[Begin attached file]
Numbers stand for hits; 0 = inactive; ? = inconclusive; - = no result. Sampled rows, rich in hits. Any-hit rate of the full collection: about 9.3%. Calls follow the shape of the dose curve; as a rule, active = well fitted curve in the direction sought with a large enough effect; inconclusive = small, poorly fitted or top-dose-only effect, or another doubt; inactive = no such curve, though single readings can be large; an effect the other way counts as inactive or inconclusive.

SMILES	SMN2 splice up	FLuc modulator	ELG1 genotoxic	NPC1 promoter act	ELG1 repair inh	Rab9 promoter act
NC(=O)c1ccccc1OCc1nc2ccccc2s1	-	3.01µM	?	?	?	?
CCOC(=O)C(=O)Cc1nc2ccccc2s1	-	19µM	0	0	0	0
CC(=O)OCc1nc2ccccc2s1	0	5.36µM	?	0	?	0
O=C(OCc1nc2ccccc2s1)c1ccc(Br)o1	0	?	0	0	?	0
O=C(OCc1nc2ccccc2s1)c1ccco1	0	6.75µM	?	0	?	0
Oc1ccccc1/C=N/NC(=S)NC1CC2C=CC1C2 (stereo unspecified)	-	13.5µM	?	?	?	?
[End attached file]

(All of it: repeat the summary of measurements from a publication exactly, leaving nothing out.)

Numbers stand for hits; 0 = inactive; ? = inconclusive; - = no result. Sampled rows, rich in hits. Any-hit rate of the full collection: about 9.3%. Calls follow the shape of the dose curve; as a rule, active = well fitted curve in the direction sought with a large enough effect; inconclusive = small, poorly fitted or top-dose-only effect, or another doubt; inactive = no such curve, though single readings can be large; an effect the other way counts as inactive or inconclusive.

SMILES	SMN2 splice up	FLuc modulator	ELG1 genotoxic	NPC1 promoter act	ELG1 repair inh	Rab9 promoter act
NC(=O)c1ccccc1OCc1nc2ccccc2s1	-	3.01µM	?	?	?	?
CCOC(=O)C(=O)Cc1nc2ccccc2s1	-	19µM	0	0	0	0
CC(=O)OCc1nc2ccccc2s1	0	5.36µM	?	0	?	0
O=C(OCc1nc2ccccc2s1)c1ccc(Br)o1	0	?	0	0	?	0
O=C(OCc1nc2ccccc2s1)c1ccco1	0	6.75µM	?	0	?	0
Oc1ccccc1/C=N/NC(=S)NC1CC2C=CC1C2 (stereo unspecified)	-	13.5µM	?	?	?	?